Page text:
(Reuters) – Former world number one Andy Murray said 20-time Grand Slam champion Roger Federer made a “sensible decision” to withdraw from the French Open to protect his body after two knee operations and opt to focus his efforts on Wimbledon.
Federer, 39, decided to end his Roland Garros campaign on Sunday, a day after winning a gruelling third-round match against Dominik Koepfer.
Eight-time Wimbledon winner Federer, who has hardly played in the last 17 months because of a knee injury, had been due to face Italian ninth seed Matteo Berrettini in the French Open on Monday.
Replying to a tweet from a user who said Federer was “disrespectful” to other players for “using” the French Open to gain fitness, Murray said https://twitter.com/andy_murray/status/1401619163492331526: “In basketball, football etc when returning from injury players are given reduced minutes to build up their fitness.
“In tennis you don’t have that luxury of just playing a set in first match then 2 sets the next etc and building up that way.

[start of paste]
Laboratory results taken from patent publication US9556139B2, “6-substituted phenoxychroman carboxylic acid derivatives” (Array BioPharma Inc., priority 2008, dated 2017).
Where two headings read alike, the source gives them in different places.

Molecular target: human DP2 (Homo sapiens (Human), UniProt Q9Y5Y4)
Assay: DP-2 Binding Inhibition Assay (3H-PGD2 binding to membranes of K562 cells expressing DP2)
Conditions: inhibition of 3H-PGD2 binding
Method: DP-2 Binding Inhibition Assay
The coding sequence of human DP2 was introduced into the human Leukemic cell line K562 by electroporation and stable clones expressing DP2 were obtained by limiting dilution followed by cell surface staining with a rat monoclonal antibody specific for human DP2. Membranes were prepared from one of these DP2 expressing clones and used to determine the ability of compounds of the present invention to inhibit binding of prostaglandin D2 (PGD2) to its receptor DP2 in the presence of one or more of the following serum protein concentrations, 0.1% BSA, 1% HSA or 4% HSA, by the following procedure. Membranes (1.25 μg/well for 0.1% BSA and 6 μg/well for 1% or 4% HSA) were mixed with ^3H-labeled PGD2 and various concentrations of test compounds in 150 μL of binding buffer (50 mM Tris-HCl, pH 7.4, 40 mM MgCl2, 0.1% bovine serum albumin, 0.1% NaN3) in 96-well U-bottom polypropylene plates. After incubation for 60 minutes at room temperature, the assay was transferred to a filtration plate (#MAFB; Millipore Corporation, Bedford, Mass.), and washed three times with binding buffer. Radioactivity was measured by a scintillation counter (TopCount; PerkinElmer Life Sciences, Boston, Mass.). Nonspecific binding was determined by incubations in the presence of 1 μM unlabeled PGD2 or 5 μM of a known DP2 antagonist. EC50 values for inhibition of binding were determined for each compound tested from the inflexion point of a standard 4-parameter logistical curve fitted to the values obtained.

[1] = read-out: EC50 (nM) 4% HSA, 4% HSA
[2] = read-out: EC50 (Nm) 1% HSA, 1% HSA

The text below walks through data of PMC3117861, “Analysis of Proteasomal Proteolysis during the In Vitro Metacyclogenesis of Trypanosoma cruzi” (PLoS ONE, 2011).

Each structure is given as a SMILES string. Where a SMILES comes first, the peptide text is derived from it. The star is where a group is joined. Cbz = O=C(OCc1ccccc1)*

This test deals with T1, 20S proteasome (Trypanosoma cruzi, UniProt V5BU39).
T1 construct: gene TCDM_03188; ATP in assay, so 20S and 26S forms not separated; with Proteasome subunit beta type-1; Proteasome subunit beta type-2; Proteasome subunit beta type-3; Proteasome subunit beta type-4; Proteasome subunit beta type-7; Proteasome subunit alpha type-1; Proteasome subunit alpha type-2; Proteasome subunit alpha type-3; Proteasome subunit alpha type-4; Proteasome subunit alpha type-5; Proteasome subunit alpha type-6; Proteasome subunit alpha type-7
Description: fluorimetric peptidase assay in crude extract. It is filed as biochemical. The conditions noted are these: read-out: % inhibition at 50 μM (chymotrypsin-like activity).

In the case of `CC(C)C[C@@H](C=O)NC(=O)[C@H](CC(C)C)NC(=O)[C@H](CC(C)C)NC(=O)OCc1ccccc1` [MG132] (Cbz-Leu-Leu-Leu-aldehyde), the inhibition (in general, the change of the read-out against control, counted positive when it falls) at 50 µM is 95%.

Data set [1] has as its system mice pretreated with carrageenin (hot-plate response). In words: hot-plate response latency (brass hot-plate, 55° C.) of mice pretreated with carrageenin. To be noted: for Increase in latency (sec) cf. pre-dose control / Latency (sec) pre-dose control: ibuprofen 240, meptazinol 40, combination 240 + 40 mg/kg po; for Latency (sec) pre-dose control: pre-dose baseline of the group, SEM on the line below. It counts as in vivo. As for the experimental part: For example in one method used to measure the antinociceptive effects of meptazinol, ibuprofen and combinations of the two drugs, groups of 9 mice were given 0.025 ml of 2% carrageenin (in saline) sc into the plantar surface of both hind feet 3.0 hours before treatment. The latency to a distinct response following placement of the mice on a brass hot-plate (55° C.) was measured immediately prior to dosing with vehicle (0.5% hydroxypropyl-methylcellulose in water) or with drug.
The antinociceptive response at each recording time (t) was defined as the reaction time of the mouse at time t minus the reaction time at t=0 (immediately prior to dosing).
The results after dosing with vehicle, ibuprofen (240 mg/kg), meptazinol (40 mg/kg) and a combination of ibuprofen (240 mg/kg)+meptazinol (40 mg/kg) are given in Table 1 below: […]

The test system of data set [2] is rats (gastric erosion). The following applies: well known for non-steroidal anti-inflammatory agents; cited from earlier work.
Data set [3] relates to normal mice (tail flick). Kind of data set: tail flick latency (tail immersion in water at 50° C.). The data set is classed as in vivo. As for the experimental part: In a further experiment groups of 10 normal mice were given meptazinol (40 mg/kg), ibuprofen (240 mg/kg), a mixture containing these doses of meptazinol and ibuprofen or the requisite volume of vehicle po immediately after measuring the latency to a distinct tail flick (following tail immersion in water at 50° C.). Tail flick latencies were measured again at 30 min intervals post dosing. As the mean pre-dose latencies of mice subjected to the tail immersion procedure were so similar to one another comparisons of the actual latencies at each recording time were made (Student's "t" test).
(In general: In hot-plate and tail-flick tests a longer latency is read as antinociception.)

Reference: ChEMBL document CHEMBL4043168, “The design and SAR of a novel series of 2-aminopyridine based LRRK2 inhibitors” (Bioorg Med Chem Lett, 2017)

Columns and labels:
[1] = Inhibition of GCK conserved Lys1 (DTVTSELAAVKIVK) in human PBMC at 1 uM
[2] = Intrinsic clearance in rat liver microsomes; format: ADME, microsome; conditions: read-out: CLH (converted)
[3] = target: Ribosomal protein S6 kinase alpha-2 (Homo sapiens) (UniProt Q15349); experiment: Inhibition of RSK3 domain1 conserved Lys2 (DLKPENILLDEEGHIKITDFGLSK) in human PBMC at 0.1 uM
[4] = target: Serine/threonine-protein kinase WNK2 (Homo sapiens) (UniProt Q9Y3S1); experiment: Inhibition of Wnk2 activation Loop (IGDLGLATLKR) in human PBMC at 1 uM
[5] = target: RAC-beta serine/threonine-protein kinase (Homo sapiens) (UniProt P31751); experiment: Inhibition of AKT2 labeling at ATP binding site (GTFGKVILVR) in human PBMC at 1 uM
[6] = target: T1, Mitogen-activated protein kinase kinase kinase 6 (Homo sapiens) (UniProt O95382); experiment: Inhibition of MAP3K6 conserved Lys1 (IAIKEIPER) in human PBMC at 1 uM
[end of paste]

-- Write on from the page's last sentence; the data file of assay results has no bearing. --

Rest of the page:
“I’d argue that it’s quite risky to play multiple 4hr matches in a row in your 2nd tournaments back in 18 months so to me it makes sense to be reactive based on how your body feels, length of matches etc (sic).”
Federer’s decision sparked mixed reactions, with seven-time French Open winner Chris Evert saying the Swiss had earned the right to do so, while former U.S. Davis Cup captain Patrick McEnroe said he understood Federer’s reasoning, but it was not a good look.
(Reporting by Manasi Pathak in Bengaluru; Editing by Jacqueline Wong)